Despite Ariel Sharon mentioning it offhand in a Knesset speech, never before this book did anyone describe and assess his amazing (and abortive) initiative to participate in the Beirut Arab League meeting of March 28, 2002 that ratified the Arab Peace Initiative. Former Mossad Head Ephraim Halevy filled in the details for me.
My reconstructions of Israel’s deliberations over Operation Defensive Shield, the Arab League deliberations leading up to and in Beirut, and the diplomatic interplay between the Sharon and Bush 43 governments also shed new light on their dynamics. Here is one example: Sharon held up his government’s okay for Israel’s March 29 invasion of the West Bank because for hours he was obsessing with his ministers and generals over the ultimately-abortive idea of exiling Arafat to somewhere far away from the West Bank and Gaza: “We’ll put him on a helicopter,” Sharon told the meeting.
Your book describes Israeli and Palestinian security leaders negotiating with American help as well as fruitless direct negotiations between the two sides’ political leaderships. What are your thoughts about the broader issue of Israeli-Palestinian negotiations, direct and indirect?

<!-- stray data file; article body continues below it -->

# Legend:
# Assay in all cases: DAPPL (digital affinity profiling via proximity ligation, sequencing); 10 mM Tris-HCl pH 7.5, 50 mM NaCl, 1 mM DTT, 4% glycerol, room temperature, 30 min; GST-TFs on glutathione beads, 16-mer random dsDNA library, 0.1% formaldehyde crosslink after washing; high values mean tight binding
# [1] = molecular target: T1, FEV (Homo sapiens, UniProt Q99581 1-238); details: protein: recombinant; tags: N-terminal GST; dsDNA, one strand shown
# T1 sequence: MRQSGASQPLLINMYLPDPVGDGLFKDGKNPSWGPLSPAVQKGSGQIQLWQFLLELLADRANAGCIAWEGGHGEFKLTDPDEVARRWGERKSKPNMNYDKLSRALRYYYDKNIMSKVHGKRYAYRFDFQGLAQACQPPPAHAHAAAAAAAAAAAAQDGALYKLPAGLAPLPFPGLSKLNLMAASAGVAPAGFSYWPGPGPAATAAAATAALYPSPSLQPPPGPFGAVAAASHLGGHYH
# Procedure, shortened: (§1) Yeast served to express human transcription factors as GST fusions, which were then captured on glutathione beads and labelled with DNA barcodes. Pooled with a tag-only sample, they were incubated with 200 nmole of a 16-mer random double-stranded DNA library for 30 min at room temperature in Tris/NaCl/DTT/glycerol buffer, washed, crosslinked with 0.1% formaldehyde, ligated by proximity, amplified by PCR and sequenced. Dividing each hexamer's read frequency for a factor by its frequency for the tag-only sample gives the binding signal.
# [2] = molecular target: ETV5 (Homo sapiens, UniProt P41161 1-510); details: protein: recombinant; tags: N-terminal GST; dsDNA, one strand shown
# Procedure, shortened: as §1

Sharon and Arafat never met to negotiate. Sharon did not have faith in the peaceful intentions of any Arab leaders, and they tended to see him as, in the words of one Egyptian scholar, “Genghis Khan.” Arafat was a flawed negotiator because of his penchant for fabrication. Other Israeli leaders, like Ehud Barak and Ehud Olmert, seem to have been flawed and unprofessional as well, thereby contributing to their failed talks with Palestinian leaders.
Nowadays we witness Israel and Hamas negotiating indirectly via fairly skilled Egyptian facilitators. Nevertheless, the three parties together don’t seem capable of getting beyond limited ceasefires. Hamas of 2021 and Hamas of March 2002 seem equally hardline and violent, while Israel then and now does not have a viable strategy for dealing with the Palestinians beyond periodically “mowing the lawn.”